2. The players own their characters, and the parts of the world that make their characters real and relevant. The GM has to discuss world or game rule changes that would impact characters.
  3. Non-player characters are bound by the same rules as player characters, but the GM doesn't have to explain anything that seems impossible or justify a character's actions - it's for the players to find out what they're missing.
  4. No rule or world meta-discussion while the game is active. For that period the GM is in charge and their decision is final. If you want to disagree with a decision or propose a rule or world change you do it after the session has ended.

There was more to it than that, but the first two rules attack the problem you're trapped in. Under this agreement the campaign I ran dramatically changed it's rule base three times and worked through multiple story arcs but each rule change or new story could only be introduced after I'd worked out how to migrate the existing characters. Because I had to abide by that rule some changes just weren't worth making.

A new story or game system that would require completely new characters was run as a one-off, sometimes in the same world, sometimes not - depending on whether the new story would break the existing world. The key to that was that everyone knew that it was a short-term story. This didn't happen much because if we didn't like the rules we'd change them.

Now let's be clear: doing things properly was a HUGE effort. Much more work. It created a world with a rich history and characters with amazing backstories, but we struggled for months with some of the changes. An example was when it became obvious that a certain set of rules made mages vastly over-powered and team-based gaming redundant. I wanted to introduce changes that made mages and fighters vulnerable to certain attacks and made teams not just sensible but essential. Those changes made for some furious all night arguments while we thrashed out what would go and what would stay.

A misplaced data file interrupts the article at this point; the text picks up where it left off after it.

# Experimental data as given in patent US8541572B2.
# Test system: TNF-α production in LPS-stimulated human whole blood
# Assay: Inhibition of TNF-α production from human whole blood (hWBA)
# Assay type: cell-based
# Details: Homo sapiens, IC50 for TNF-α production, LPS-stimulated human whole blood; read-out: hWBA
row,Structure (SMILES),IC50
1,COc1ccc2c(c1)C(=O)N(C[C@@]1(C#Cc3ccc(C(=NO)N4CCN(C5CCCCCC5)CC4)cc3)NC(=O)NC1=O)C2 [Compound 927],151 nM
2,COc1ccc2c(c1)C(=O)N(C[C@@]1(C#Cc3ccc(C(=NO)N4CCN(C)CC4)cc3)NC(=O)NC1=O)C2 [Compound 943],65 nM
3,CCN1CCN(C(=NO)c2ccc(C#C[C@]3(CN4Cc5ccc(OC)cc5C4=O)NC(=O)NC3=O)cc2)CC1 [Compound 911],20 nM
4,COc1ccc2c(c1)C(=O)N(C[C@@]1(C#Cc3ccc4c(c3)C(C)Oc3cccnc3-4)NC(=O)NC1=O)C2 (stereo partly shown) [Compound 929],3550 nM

The bottom line was that because the players knew that they had a say in what happened they invested in the campaign - they got committed to the characters and would come to me with story concepts and character goals that enriched the world. With campaigns owned by the GM I've never seen that level of engagement by the players.

I agree that there is little chance of solving the problem while you're GMing in this way and, sadly, if you keep doing this you won't be able to find anyone that wants to play the games you're designing. That said, I'd like to submit an approach that was used as the foundation for a campaign world that lasted ten years and at times had three or four groups playing in it.

After submitting the suggestion below I've re-read the question and agree strongly with wraith808 suggestion that you are perhaps planning too much, or possibly have a gaming groups that's quite passive. I had problems with boredom with a particular subgroup of players that didn't want to do any thinking, they just wanted to watch the game unfold like a movie. I fixed that, as wraith808 did, by doing less planning and forcing the players to drive the story. Unfortunately two players in particular became so involved that the work of unfolding the world's reaction to their actions became enormous, but at least it was interesting.

I was part of a gaming group that was sick of the "three month campaign" disease. When we started a new campaign using a game world and system that I'd designed we laid down an agreement that defined how the world was to be changed:

  1. The game rules and campaign world are owned collectively by the players and the GM. Any change has to be agreed by everyone.
  2. The players own their characters, and the parts of the world that make their characters real and relevant. The GM has to discuss world or game rule changes that would impact characters.
  3. Non-player characters are bound by the same rules as player characters, but the GM doesn't have to explain anything that seems impossible or justify a character's actions - it's for the players to find out what they're missing.
  4. No rule or world meta-discussion while the game is active. For that period the GM is in charge and their decision is final. If you want to disagree with a decision or propose a rule or world change you do it after the session has ended.